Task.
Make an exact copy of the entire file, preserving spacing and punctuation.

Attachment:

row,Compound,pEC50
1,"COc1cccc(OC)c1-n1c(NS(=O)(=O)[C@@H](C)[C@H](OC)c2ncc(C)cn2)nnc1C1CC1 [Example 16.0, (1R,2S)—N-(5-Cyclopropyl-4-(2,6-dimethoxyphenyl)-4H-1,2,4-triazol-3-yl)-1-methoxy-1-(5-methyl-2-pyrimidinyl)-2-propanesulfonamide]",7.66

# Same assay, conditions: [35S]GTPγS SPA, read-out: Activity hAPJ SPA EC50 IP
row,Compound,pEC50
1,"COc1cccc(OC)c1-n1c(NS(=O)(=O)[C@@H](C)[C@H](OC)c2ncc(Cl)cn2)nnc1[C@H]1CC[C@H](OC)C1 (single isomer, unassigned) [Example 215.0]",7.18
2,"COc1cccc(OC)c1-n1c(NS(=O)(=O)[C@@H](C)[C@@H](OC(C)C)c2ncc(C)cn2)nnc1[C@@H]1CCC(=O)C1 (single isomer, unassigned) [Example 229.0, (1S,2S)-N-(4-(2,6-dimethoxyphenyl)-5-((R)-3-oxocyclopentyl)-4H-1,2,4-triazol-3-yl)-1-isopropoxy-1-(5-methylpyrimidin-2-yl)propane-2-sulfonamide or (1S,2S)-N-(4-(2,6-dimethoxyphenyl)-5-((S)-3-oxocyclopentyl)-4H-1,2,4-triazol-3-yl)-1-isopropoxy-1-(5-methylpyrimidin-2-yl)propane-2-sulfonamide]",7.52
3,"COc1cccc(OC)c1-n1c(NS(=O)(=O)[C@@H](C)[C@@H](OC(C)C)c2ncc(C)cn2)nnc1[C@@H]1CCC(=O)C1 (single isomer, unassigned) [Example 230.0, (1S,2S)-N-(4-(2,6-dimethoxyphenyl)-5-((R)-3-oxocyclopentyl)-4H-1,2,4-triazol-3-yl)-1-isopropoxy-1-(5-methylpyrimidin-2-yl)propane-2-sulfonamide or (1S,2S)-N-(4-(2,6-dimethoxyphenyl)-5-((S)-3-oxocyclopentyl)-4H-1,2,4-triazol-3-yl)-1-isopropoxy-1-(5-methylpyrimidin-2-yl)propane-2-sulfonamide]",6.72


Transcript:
row,Compound,pEC50
1,"COc1cccc(OC)c1-n1c(NS(=O)(=O)[C@@H](C)[C@H](OC)c2ncc(C)cn2)nnc1C1CC1 [Example 16.0, (1R,2S)—N-(5-Cyclopropyl-4-(2,6-dimethoxyphenyl)-4H-1,2,4-triazol-3-yl)-1-methoxy-1-(5-methyl-2-pyrimidinyl)-2-propanesulfonamide]",7.66

# Same assay, conditions: [35S]GTPγS SPA, read-out: Activity hAPJ SPA EC50 IP
row,Compound,pEC50
1,"COc1cccc(OC)c1-n1c(NS(=O)(=O)[C@@H](C)[C@H](OC)c2ncc(Cl)cn2)nnc1[C@H]1CC[C@H](OC)C1 (single isomer, unassigned) [Example 215.0]",7.18
2,"COc1cccc(OC)c1-n1c(NS(=O)(=O)[C@@H](C)[C@@H](OC(C)C)c2ncc(C)cn2)nnc1[C@@H]1CCC(=O)C1 (single isomer, unassigned) [Example 229.0, (1S,2S)-N-(4-(2,6-dimethoxyphenyl)-5-((R)-3-oxocyclopentyl)-4H-1,2,4-triazol-3-yl)-1-isopropoxy-1-(5-methylpyrimidin-2-yl)propane-2-sulfonamide or (1S,2S)-N-(4-(2,6-dimethoxyphenyl)-5-((S)-3-oxocyclopentyl)-4H-1,2,4-triazol-3-yl)-1-isopropoxy-1-(5-methylpyrimidin-2-yl)propane-2-sulfonamide]",7.52
3,"COc1cccc(OC)c1-n1c(NS(=O)(=O)[C@@H](C)[C@@H](OC(C)C)c2ncc(C)cn2)nnc1[C@@H]1CCC(=O)C1 (single isomer, unassigned) [Example 230.0, (1S,2S)-N-(4-(2,6-dimethoxyphenyl)-5-((R)-3-oxocyclopentyl)-4H-1,2,4-triazol-3-yl)-1-isopropoxy-1-(5-methylpyrimidin-2-yl)propane-2-sulfonamide or (1S,2S)-N-(4-(2,6-dimethoxyphenyl)-5-((S)-3-oxocyclopentyl)-4H-1,2,4-triazol-3-yl)-1-isopropoxy-1-(5-methylpyrimidin-2-yl)propane-2-sulfonamide]",6.72